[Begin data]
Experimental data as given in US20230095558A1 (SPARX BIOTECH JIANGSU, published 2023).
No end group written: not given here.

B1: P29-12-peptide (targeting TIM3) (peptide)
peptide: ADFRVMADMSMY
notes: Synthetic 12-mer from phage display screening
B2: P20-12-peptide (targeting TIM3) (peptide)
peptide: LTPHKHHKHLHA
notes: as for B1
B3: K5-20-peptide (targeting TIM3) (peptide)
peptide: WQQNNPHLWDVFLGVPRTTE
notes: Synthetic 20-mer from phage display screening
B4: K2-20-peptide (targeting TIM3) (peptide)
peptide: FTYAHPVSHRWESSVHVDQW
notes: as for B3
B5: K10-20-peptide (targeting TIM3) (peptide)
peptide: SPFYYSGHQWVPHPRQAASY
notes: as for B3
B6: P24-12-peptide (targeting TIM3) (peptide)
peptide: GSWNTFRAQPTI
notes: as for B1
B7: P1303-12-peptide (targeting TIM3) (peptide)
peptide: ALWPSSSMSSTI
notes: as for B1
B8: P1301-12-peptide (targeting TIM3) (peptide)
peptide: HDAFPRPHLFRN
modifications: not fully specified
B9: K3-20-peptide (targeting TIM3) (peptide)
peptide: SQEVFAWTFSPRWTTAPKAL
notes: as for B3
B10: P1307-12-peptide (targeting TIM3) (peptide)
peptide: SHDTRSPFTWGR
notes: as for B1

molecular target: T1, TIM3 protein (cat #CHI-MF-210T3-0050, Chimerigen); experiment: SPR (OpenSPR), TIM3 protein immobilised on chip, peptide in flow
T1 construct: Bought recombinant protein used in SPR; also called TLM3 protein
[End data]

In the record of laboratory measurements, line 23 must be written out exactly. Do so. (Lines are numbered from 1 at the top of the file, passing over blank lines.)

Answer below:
notes: as for B1